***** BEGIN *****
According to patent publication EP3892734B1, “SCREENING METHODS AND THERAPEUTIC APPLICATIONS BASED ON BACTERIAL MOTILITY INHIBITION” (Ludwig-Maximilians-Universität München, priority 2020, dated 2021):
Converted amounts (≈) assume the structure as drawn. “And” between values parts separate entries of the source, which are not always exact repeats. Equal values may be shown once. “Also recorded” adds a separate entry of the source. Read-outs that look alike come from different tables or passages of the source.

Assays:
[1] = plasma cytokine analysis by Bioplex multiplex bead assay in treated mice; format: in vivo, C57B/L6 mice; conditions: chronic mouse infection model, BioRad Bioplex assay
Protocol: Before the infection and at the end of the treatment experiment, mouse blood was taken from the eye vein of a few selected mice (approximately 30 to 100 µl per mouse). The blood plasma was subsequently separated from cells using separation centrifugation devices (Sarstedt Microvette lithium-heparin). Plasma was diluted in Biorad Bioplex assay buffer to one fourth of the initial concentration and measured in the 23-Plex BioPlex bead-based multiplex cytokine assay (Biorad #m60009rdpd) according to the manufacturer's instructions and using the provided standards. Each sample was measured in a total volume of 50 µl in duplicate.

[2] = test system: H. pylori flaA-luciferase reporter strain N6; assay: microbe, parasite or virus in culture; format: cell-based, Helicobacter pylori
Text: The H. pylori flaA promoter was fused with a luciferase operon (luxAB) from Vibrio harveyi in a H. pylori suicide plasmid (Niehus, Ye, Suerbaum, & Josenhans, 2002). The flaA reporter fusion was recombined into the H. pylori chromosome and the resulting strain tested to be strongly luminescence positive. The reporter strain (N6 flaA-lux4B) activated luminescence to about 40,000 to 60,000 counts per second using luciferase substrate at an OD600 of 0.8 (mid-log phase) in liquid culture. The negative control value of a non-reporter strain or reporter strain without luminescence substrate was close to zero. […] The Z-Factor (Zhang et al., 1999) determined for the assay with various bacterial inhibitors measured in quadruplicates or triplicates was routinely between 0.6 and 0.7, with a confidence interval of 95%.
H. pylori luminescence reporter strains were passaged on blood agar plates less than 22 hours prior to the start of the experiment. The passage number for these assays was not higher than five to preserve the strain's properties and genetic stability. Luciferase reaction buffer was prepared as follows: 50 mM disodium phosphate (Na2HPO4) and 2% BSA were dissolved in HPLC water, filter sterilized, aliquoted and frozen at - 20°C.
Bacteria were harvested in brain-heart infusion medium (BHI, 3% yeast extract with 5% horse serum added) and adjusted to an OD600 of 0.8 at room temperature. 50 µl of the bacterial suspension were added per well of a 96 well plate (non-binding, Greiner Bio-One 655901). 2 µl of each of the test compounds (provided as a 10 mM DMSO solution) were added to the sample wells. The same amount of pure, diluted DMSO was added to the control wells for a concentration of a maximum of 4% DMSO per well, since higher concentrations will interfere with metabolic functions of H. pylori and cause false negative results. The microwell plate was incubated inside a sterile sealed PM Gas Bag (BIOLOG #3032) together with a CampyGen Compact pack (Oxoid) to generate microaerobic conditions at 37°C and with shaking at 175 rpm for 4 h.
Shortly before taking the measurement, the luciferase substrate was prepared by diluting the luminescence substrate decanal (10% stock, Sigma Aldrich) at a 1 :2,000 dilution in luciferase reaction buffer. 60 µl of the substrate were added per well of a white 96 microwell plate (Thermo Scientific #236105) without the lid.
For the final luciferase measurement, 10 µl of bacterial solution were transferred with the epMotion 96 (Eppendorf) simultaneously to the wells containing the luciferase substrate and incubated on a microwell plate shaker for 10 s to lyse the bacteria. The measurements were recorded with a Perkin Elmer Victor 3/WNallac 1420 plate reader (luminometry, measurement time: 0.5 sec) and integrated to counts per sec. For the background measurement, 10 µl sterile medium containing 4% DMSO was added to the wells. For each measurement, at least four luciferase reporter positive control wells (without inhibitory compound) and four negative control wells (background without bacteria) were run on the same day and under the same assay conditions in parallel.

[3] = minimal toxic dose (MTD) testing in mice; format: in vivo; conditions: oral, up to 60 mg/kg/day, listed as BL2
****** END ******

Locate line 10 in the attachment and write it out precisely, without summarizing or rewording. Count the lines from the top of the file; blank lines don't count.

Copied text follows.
Shortly before taking the measurement, the luciferase substrate was prepared by diluting the luminescence substrate decanal (10% stock, Sigma Aldrich) at a 1 :2,000 dilution in luciferase reaction buffer. 60 µl of the substrate were added per well of a white 96 microwell plate (Thermo Scientific #236105) without the lid.